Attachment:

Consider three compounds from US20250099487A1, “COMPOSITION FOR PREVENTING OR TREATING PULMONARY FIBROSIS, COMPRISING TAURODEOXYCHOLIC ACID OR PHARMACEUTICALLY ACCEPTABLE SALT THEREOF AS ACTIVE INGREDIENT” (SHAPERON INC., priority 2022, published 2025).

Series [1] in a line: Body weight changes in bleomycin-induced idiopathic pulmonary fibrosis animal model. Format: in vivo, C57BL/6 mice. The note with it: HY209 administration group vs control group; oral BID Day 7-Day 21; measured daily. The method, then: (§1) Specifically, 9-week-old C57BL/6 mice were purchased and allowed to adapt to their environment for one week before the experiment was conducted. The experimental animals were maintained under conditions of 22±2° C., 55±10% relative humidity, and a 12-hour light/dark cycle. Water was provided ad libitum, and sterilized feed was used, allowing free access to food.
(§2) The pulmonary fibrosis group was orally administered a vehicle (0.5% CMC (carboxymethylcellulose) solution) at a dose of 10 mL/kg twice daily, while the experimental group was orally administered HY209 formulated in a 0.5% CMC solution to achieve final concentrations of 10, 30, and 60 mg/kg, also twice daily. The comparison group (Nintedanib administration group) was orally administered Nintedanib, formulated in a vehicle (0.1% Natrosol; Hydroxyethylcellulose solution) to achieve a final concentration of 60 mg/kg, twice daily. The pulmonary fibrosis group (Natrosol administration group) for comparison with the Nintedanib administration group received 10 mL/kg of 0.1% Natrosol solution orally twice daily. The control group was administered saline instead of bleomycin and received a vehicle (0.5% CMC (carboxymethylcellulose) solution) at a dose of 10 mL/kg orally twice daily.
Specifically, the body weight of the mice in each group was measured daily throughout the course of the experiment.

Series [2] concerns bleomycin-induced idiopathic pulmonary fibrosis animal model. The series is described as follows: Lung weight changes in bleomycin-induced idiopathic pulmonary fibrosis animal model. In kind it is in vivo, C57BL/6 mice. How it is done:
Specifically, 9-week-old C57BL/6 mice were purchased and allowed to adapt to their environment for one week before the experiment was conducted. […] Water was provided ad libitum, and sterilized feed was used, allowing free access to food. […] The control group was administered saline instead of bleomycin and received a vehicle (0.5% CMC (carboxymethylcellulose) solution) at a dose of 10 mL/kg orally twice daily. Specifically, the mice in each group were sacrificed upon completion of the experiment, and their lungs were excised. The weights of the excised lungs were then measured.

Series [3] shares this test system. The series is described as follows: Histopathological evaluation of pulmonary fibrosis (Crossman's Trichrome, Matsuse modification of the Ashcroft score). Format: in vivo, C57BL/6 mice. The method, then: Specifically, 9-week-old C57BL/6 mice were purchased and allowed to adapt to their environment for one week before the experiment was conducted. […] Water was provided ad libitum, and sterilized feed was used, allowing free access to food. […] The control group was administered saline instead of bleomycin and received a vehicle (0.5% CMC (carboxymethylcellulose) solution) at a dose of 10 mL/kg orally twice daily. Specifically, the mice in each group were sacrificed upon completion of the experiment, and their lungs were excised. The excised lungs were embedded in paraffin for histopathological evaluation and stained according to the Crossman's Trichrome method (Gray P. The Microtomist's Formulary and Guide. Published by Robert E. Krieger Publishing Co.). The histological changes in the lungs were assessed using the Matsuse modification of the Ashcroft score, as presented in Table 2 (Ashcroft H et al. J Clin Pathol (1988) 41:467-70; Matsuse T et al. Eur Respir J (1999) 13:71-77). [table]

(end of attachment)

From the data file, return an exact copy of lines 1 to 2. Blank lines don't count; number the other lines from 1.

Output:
Consider three compounds from US20250099487A1, “COMPOSITION FOR PREVENTING OR TREATING PULMONARY FIBROSIS, COMPRISING TAURODEOXYCHOLIC ACID OR PHARMACEUTICALLY ACCEPTABLE SALT THEREOF AS ACTIVE INGREDIENT” (SHAPERON INC., priority 2022, published 2025).

Series [1] in a line: Body weight changes in bleomycin-induced idiopathic pulmonary fibrosis animal model. Format: in vivo, C57BL/6 mice. The note with it: HY209 administration group vs control group; oral BID Day 7-Day 21; measured daily. The method, then: (§1) Specifically, 9-week-old C57BL/6 mice were purchased and allowed to adapt to their environment for one week before the experiment was conducted. The experimental animals were maintained under conditions of 22±2° C., 55±10% relative humidity, and a 12-hour light/dark cycle. Water was provided ad libitum, and sterilized feed was used, allowing free access to food.